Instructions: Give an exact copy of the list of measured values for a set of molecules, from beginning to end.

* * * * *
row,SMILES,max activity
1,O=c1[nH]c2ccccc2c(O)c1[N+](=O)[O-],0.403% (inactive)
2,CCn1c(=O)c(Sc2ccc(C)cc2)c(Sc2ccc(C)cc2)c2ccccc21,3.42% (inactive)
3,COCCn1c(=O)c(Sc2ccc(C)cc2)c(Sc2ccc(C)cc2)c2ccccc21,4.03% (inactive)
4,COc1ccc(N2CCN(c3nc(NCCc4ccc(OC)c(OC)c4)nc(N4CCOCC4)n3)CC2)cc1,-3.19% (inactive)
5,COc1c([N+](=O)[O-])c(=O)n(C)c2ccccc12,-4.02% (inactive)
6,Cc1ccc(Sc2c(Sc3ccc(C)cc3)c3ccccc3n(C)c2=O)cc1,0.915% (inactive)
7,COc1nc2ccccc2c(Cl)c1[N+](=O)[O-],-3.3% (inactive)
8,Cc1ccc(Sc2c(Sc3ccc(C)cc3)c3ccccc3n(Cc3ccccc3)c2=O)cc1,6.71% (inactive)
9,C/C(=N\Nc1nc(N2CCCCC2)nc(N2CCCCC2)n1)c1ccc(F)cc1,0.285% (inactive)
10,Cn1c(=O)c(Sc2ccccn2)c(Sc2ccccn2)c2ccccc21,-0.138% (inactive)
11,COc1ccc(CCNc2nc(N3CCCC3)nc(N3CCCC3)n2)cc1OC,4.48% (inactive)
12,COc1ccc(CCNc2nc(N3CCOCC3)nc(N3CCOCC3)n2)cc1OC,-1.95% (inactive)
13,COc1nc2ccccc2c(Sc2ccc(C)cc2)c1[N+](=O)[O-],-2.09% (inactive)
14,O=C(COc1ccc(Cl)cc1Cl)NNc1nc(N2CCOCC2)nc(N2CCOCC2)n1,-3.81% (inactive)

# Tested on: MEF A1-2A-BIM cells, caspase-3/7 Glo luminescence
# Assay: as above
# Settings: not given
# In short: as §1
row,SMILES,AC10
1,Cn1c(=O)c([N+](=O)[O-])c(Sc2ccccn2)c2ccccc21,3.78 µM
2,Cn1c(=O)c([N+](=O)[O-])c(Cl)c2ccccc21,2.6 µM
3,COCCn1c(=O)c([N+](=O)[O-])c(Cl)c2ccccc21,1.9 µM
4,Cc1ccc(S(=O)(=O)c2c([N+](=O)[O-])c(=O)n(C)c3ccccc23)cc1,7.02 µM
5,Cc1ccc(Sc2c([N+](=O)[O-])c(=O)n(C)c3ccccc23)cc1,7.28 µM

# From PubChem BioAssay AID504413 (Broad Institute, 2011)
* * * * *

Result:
row,SMILES,max activity
1,O=c1[nH]c2ccccc2c(O)c1[N+](=O)[O-],0.403% (inactive)
2,CCn1c(=O)c(Sc2ccc(C)cc2)c(Sc2ccc(C)cc2)c2ccccc21,3.42% (inactive)
3,COCCn1c(=O)c(Sc2ccc(C)cc2)c(Sc2ccc(C)cc2)c2ccccc21,4.03% (inactive)
4,COc1ccc(N2CCN(c3nc(NCCc4ccc(OC)c(OC)c4)nc(N4CCOCC4)n3)CC2)cc1,-3.19% (inactive)
5,COc1c([N+](=O)[O-])c(=O)n(C)c2ccccc12,-4.02% (inactive)
6,Cc1ccc(Sc2c(Sc3ccc(C)cc3)c3ccccc3n(C)c2=O)cc1,0.915% (inactive)
7,COc1nc2ccccc2c(Cl)c1[N+](=O)[O-],-3.3% (inactive)
8,Cc1ccc(Sc2c(Sc3ccc(C)cc3)c3ccccc3n(Cc3ccccc3)c2=O)cc1,6.71% (inactive)
9,C/C(=N\Nc1nc(N2CCCCC2)nc(N2CCCCC2)n1)c1ccc(F)cc1,0.285% (inactive)
10,Cn1c(=O)c(Sc2ccccn2)c(Sc2ccccn2)c2ccccc21,-0.138% (inactive)
11,COc1ccc(CCNc2nc(N3CCCC3)nc(N3CCCC3)n2)cc1OC,4.48% (inactive)
12,COc1ccc(CCNc2nc(N3CCOCC3)nc(N3CCOCC3)n2)cc1OC,-1.95% (inactive)
13,COc1nc2ccccc2c(Sc2ccc(C)cc2)c1[N+](=O)[O-],-2.09% (inactive)
14,O=C(COc1ccc(Cl)cc1Cl)NNc1nc(N2CCOCC2)nc(N2CCOCC2)n1,-3.81% (inactive)

# Tested on: MEF A1-2A-BIM cells, caspase-3/7 Glo luminescence
# Assay: as above
# Settings: not given
# In short: as §1
row,SMILES,AC10
1,Cn1c(=O)c([N+](=O)[O-])c(Sc2ccccn2)c2ccccc21,3.78 µM
2,Cn1c(=O)c([N+](=O)[O-])c(Cl)c2ccccc21,2.6 µM
3,COCCn1c(=O)c([N+](=O)[O-])c(Cl)c2ccccc21,1.9 µM
4,Cc1ccc(S(=O)(=O)c2c([N+](=O)[O-])c(=O)n(C)c3ccccc23)cc1,7.02 µM
5,Cc1ccc(Sc2c([N+](=O)[O-])c(=O)n(C)c3ccccc23)cc1,7.28 µM

# From PubChem BioAssay AID504413 (Broad Institute, 2011)